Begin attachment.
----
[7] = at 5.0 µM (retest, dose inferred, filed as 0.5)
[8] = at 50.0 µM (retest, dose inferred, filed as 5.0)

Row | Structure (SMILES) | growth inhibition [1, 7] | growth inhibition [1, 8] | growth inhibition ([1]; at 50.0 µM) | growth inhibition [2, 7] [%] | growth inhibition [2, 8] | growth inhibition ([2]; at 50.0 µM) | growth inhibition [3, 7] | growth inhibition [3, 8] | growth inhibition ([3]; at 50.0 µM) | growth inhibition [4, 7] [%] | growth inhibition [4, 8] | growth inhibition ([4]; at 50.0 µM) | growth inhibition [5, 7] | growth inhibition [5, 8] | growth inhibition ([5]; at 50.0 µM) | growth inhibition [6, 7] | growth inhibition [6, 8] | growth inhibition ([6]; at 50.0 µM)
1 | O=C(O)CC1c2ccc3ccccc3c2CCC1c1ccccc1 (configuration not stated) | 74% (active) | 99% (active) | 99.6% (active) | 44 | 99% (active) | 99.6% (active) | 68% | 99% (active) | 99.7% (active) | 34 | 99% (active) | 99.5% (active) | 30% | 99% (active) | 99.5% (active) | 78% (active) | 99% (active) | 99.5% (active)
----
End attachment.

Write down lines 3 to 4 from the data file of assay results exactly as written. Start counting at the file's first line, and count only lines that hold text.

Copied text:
Row | Structure (SMILES) | growth inhibition [1, 7] | growth inhibition [1, 8] | growth inhibition ([1]; at 50.0 µM) | growth inhibition [2, 7] [%] | growth inhibition [2, 8] | growth inhibition ([2]; at 50.0 µM) | growth inhibition [3, 7] | growth inhibition [3, 8] | growth inhibition ([3]; at 50.0 µM) | growth inhibition [4, 7] [%] | growth inhibition [4, 8] | growth inhibition ([4]; at 50.0 µM) | growth inhibition [5, 7] | growth inhibition [5, 8] | growth inhibition ([5]; at 50.0 µM) | growth inhibition [6, 7] | growth inhibition [6, 8] | growth inhibition ([6]; at 50.0 µM)
1 | O=C(O)CC1c2ccc3ccccc3c2CCC1c1ccccc1 (configuration not stated) | 74% (active) | 99% (active) | 99.6% (active) | 44 | 99% (active) | 99.6% (active) | 68% | 99% (active) | 99.7% (active) | 34 | 99% (active) | 99.5% (active) | 30% | 99% (active) | 99.5% (active) | 78% (active) | 99% (active) | 99.5% (active)